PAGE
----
According to http://dict.tu-chemnitz.de/deutsch-englisch/Eis.html Eis is neuter.
Sie isst Eis . She eats a ice cream.
Just "ice cream", not "an ice cream" since the German doesn't have ein Eis. (and "a ice cream" is never correct.) Otherwise yes.
Sie hat Eis . She has an ice cream.
Sie essen Eis. They eat an ice cream.
Correct, if you leave out "an".
Sie habt Eis . They have an ice cream .
Sie haben Eis. "They have ice cream".
sie (they) verb forms end in -en.
In general, you can't tell the gender of a noun just by looking at it, so it's something you just have to remember.
There are some kinds of nouns where the shape (e.g. an ending or a prefix) usually corresponds with a given gender (e.g. Ge- is often neuter, -e is often feminine etc.) but even those can have exceptions.
You can tell "she" and "they" apart by the verb form (see the other comments on this page).
Ice versus ice cream is just context -- most of the time, they will both simply be Eis in German and context tells you whether it's pure frozen water or something flavoured or dairy-based.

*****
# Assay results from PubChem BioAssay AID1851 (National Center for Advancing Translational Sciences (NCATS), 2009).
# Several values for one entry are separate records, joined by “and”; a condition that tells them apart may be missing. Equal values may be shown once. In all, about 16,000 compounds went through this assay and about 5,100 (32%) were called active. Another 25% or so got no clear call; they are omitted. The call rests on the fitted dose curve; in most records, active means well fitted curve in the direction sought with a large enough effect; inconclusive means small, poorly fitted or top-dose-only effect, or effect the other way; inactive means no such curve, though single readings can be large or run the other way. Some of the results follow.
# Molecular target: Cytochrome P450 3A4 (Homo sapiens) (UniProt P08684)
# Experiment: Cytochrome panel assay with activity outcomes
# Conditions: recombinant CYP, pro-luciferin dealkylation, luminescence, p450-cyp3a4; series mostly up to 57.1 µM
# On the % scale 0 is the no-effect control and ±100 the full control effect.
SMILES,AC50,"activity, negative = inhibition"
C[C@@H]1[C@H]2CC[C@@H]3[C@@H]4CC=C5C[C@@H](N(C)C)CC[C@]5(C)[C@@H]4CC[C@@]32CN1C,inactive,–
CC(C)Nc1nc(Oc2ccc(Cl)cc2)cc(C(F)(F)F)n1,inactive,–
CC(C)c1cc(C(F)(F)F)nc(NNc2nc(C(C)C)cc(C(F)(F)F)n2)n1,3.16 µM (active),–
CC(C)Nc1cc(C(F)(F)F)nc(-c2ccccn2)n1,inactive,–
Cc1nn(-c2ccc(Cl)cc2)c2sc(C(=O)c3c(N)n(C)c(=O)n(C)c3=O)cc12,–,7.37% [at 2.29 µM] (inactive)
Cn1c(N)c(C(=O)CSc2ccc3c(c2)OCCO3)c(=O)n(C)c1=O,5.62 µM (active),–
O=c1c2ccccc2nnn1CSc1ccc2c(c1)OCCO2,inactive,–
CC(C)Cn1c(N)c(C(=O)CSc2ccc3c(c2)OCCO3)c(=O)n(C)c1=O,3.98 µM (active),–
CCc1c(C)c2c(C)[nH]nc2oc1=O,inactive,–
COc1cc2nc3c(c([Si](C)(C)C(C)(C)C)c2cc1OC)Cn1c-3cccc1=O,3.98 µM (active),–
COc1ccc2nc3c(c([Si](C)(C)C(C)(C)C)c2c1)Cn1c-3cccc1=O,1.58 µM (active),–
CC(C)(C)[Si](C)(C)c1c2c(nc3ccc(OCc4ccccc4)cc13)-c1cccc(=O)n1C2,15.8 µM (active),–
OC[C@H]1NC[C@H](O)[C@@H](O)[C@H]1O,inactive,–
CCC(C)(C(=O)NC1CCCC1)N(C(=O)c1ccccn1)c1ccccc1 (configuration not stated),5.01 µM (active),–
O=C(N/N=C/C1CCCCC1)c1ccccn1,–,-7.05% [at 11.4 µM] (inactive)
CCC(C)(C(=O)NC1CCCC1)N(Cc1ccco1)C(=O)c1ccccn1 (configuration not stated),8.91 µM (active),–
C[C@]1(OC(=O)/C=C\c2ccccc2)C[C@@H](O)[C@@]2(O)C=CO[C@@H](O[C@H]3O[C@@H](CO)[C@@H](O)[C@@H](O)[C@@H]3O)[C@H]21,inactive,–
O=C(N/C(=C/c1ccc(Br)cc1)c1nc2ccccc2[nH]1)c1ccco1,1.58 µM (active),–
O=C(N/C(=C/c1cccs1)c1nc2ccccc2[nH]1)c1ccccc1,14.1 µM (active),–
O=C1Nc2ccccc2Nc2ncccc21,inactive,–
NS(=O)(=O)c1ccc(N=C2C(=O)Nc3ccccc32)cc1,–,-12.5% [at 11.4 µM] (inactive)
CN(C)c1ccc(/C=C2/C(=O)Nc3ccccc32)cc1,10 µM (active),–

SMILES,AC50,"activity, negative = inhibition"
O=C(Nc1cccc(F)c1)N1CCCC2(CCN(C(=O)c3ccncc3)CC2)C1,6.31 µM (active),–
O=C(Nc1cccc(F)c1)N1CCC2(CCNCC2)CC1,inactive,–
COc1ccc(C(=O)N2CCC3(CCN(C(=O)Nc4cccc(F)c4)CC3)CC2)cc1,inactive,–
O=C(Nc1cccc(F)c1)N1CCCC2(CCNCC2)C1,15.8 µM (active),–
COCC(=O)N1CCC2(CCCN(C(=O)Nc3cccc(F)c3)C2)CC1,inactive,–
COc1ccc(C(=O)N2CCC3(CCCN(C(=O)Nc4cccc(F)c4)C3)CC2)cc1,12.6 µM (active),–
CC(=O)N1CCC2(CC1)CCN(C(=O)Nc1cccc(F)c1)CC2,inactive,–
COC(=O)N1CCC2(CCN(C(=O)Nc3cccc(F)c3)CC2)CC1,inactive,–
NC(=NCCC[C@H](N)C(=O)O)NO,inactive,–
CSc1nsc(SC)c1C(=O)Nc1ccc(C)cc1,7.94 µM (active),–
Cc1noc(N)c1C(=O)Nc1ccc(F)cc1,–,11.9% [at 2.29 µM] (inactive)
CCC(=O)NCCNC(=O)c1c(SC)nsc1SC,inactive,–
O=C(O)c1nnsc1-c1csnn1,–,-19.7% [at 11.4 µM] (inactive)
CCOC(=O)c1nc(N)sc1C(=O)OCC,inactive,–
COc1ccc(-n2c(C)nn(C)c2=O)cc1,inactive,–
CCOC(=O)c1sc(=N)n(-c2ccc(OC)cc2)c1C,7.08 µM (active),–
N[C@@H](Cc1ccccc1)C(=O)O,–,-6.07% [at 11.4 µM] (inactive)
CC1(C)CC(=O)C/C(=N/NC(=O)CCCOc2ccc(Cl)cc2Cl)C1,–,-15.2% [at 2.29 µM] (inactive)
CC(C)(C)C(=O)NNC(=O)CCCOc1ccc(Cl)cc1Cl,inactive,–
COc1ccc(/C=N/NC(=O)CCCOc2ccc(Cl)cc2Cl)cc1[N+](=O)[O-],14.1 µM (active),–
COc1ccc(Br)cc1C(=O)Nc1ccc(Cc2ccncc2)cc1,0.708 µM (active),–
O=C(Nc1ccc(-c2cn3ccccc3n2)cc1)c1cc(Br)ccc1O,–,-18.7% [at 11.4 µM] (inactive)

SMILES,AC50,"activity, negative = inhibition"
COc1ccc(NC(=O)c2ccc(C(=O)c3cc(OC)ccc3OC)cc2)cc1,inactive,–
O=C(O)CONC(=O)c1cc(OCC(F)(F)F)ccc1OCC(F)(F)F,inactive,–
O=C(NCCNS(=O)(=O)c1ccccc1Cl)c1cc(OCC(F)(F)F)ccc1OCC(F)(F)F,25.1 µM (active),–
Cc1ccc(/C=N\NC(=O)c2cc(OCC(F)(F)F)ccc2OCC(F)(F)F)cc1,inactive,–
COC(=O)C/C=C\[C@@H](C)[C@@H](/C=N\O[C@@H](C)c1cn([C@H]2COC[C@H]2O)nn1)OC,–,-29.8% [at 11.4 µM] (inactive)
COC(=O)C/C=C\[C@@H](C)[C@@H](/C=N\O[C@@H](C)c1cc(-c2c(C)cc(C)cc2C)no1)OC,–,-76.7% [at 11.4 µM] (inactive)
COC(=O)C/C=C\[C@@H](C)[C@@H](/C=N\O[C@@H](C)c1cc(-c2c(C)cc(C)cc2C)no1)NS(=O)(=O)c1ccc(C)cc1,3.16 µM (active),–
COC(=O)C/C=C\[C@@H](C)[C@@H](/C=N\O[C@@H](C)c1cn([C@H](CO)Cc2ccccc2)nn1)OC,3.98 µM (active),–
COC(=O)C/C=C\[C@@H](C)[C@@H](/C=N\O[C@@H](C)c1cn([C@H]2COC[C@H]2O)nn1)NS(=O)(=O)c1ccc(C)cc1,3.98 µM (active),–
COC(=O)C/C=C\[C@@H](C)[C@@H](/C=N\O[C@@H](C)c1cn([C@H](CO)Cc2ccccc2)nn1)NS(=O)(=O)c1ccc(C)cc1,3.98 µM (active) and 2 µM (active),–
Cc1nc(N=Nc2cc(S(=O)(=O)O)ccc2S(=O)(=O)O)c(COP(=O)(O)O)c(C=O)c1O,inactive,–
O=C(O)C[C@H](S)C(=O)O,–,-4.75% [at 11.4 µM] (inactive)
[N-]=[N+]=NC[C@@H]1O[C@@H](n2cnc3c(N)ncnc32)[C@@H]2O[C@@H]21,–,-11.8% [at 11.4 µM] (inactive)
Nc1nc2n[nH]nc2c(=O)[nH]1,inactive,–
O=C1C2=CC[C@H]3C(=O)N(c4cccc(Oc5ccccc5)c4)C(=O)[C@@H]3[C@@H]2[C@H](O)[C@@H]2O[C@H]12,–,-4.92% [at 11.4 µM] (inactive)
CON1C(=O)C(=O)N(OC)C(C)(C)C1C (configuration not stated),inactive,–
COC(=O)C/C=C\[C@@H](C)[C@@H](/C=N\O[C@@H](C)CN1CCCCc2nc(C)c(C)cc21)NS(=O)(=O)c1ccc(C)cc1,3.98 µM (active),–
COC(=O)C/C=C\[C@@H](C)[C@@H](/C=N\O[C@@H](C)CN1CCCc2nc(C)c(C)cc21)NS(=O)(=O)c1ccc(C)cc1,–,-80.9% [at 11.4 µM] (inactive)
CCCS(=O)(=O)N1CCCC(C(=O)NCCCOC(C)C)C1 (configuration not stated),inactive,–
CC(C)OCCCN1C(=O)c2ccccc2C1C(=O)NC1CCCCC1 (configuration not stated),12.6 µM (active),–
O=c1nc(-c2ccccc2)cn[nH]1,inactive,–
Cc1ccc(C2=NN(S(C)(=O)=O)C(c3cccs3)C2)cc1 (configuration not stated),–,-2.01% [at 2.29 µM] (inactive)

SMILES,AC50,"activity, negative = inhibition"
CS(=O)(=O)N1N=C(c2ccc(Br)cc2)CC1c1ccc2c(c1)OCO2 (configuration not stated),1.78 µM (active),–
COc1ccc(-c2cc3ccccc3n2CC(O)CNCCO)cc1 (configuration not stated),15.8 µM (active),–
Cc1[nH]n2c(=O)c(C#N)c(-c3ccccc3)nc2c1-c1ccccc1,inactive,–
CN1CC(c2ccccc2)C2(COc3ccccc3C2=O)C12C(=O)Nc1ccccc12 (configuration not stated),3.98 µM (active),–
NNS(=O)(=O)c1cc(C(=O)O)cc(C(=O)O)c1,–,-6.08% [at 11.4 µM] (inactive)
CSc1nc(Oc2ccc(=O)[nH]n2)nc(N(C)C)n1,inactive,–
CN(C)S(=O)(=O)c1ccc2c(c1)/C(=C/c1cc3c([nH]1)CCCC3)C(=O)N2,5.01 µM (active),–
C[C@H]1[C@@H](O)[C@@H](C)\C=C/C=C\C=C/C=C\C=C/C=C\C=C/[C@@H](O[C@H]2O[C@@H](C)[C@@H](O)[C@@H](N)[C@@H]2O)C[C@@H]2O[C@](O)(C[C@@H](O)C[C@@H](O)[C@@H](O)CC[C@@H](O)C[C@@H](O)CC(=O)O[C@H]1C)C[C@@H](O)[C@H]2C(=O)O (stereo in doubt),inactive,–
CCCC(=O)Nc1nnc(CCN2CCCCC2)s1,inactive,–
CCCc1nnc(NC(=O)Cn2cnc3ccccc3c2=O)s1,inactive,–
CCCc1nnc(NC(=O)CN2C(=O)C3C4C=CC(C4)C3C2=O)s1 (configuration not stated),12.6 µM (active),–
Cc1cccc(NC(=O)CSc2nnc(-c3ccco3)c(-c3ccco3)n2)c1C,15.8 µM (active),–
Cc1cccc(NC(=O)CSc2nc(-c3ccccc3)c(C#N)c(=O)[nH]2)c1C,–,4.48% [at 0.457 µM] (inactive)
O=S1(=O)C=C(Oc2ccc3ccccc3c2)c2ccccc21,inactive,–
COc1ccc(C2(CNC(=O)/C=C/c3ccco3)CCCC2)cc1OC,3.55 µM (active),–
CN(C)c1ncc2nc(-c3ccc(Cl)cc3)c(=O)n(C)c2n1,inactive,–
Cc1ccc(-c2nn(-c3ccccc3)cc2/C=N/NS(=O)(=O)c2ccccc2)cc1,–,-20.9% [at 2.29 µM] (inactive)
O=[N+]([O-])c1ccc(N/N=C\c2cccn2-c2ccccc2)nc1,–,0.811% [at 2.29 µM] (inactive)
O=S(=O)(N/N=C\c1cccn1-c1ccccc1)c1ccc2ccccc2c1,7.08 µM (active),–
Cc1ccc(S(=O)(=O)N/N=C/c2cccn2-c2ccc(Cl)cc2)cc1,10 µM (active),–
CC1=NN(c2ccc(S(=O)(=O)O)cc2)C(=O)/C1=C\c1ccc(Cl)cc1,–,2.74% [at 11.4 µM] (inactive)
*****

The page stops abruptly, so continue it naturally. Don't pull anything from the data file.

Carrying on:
"Sie" as the formal spech always has a big "S". Sie as in "she" has a small "s" (exception: you start your sentence with "Sie", then the S is big.) The rest is context. And you have to look at the verb. There is a difference between Sie sind groß (you are tall!) and Sie ist groß(she's tall)
Sie can be used for both 'she' and 'they' how to differentiate?
By the verb -- "she" forms end in -t, "they" forms in -en:
- sie isst = she is eating
- sie essen = they are eating
sein "to be" is irregular; while sie ist "she is" ends in -t, sie sind "they are" does not end in -en. This one just has to be memorised.